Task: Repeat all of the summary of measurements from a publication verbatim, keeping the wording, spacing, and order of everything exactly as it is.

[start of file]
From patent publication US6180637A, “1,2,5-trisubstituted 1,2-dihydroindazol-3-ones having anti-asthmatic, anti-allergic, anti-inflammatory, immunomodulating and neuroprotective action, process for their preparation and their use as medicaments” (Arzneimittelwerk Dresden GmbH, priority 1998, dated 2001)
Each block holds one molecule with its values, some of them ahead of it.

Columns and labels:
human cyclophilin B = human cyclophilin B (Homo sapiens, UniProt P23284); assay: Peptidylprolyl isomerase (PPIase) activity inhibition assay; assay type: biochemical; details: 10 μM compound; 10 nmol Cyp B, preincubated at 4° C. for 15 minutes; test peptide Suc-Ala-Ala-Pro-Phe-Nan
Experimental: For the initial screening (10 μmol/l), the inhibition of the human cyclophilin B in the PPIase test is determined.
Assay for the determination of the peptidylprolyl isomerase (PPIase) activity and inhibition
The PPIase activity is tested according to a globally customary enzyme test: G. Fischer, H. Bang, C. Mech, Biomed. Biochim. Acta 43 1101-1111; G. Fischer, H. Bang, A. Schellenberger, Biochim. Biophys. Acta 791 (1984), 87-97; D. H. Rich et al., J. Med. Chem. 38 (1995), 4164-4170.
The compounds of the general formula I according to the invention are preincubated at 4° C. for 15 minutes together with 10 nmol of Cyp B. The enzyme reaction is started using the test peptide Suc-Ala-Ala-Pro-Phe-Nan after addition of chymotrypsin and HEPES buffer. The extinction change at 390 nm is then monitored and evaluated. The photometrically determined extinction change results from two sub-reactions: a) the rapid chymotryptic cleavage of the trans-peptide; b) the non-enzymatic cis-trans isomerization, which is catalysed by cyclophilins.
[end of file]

From patent publication US6180637A, “1,2,5-trisubstituted 1,2-dihydroindazol-3-ones having anti-asthmatic, anti-allergic, anti-inflammatory, immunomodulating and neuroprotective action, process for their preparation and their use as medicaments” (Arzneimittelwerk Dresden GmbH, priority 1998, dated 2001)
Each block holds one molecule with its values, some of them ahead of it.

Columns and labels:
human cyclophilin B = human cyclophilin B (Homo sapiens, UniProt P23284); assay: Peptidylprolyl isomerase (PPIase) activity inhibition assay; assay type: biochemical; details: 10 μM compound; 10 nmol Cyp B, preincubated at 4° C. for 15 minutes; test peptide Suc-Ala-Ala-Pro-Phe-Nan
Experimental: For the initial screening (10 μmol/l), the inhibition of the human cyclophilin B in the PPIase test is determined.
Assay for the determination of the peptidylprolyl isomerase (PPIase) activity and inhibition
The PPIase activity is tested according to a globally customary enzyme test: G. Fischer, H. Bang, C. Mech, Biomed. Biochim. Acta 43 1101-1111; G. Fischer, H. Bang, A. Schellenberger, Biochim. Biophys. Acta 791 (1984), 87-97; D. H. Rich et al., J. Med. Chem. 38 (1995), 4164-4170.
The compounds of the general formula I according to the invention are preincubated at 4° C. for 15 minutes together with 10 nmol of Cyp B. The enzyme reaction is started using the test peptide Suc-Ala-Ala-Pro-Phe-Nan after addition of chymotrypsin and HEPES buffer. The extinction change at 390 nm is then monitored and evaluated. The photometrically determined extinction change results from two sub-reactions: a) the rapid chymotryptic cleavage of the trans-peptide; b) the non-enzymatic cis-trans isomerization, which is catalysed by cyclophilins.